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Top ten reasons not to publish a Top Ten List of Management Trends for Law Departments

I admire the report just issued by Fronterion Top Ten Trends for Legal Outsourcing in 2012. The full version is at As I thought about trying to write a counterpart for law department management, another part of my mind objected. The objections carried the day.

  1. Trend-spotting has an air of astrology. When you generalize grandly, you leave all kinds of interpretative flexibility. “Law departments will seek increasing flexibility and inward-outwardness.”

  2. When you pronounce ex cathedra – “Law departments will exhibit more managerial agility” – you sacrifice the grounded grit of specificity. You smooth and polish reality to such a high shine it blinds.

  3. You must assume a time frame during which the predictions will bear out, and you are certain to overstate short-term changes and understate fundamental changes (See my post of Feb. 21, 2011: technology’s effects mis-interpreted.).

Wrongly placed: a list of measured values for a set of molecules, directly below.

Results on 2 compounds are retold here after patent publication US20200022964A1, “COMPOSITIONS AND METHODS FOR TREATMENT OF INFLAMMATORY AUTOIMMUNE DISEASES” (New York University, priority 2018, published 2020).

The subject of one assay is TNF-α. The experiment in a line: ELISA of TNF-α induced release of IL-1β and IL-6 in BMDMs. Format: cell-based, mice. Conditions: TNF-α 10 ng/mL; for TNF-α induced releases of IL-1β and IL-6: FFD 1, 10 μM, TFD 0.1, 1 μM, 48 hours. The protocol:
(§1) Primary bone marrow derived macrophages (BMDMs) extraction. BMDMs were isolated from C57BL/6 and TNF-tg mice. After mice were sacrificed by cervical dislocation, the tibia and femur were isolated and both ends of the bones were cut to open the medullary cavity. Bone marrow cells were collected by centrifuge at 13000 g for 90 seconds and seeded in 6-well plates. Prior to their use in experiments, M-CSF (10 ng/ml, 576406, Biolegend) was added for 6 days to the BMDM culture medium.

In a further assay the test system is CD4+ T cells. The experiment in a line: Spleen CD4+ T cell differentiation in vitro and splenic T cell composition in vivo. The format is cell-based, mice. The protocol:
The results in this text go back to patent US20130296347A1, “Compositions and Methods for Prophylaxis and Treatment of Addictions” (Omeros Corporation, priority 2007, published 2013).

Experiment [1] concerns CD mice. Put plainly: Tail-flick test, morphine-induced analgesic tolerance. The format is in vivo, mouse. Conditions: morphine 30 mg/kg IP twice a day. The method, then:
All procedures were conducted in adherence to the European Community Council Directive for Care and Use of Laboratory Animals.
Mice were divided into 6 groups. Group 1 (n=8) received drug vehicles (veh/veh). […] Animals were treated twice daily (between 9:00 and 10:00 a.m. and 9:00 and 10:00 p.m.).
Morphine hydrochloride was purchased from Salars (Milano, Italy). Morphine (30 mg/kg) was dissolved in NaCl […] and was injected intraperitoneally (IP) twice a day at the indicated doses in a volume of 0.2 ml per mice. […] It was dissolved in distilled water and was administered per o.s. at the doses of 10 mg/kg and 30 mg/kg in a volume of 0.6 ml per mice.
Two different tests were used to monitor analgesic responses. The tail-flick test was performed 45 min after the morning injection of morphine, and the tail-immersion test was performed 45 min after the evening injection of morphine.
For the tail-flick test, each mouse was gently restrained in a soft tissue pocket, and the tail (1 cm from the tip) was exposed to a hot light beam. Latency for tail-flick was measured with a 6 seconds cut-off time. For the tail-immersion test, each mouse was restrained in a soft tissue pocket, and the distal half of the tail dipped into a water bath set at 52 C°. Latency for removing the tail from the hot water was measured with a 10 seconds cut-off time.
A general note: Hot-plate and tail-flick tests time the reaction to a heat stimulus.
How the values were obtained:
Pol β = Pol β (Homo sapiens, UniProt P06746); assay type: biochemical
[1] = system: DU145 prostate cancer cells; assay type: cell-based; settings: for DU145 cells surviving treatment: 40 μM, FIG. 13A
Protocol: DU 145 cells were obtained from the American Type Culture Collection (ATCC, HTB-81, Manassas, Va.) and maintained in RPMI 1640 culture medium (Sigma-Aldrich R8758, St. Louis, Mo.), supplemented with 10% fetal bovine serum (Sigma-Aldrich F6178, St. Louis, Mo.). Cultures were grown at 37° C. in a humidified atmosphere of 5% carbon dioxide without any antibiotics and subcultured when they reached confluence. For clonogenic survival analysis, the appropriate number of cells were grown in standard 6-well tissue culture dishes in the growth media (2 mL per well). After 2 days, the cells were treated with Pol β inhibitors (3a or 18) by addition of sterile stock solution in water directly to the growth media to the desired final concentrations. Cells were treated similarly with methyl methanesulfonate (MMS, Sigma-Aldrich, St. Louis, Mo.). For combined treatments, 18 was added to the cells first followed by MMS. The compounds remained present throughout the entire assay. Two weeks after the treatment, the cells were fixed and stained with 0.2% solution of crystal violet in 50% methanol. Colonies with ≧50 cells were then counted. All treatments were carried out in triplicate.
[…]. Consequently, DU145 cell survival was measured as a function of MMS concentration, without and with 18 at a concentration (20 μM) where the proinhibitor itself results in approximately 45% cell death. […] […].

4. The trends say more about the seer (reverse of Rees) than about reality. All kinds of cognitive biases run amok.

  5. What you decide to label as a “trend” has all kinds of epistemological challenges (See my post of Jan. 2, 2009: trends in management of law departments with 7 references.).

  6. Connotations permeate the order and wording of the trends.
    Apart from their accuracy, your trends rely on rickety words and are laden with intended or unintended meanings.

  7. All trends imply less of the opposite or the status quo, but that flip side is rarely adequately discussed. Progressive improvement is the only order of the day.

  8. The trend spotter ought to disclose biases (like trying to sell consulting services), assumptions, framework. For example, U.S. law departments of an approximate size, leaning toward large departments.

  9. Hopes, especially those nurtured by ideology, do not trends make. A trend should be based on actual instances likely to spread, not a platform or agenda.

  10. Ten is an arbitrary number, expected in a Letterman culture, and that goal can force a predictor to fabricate a weak reason or two.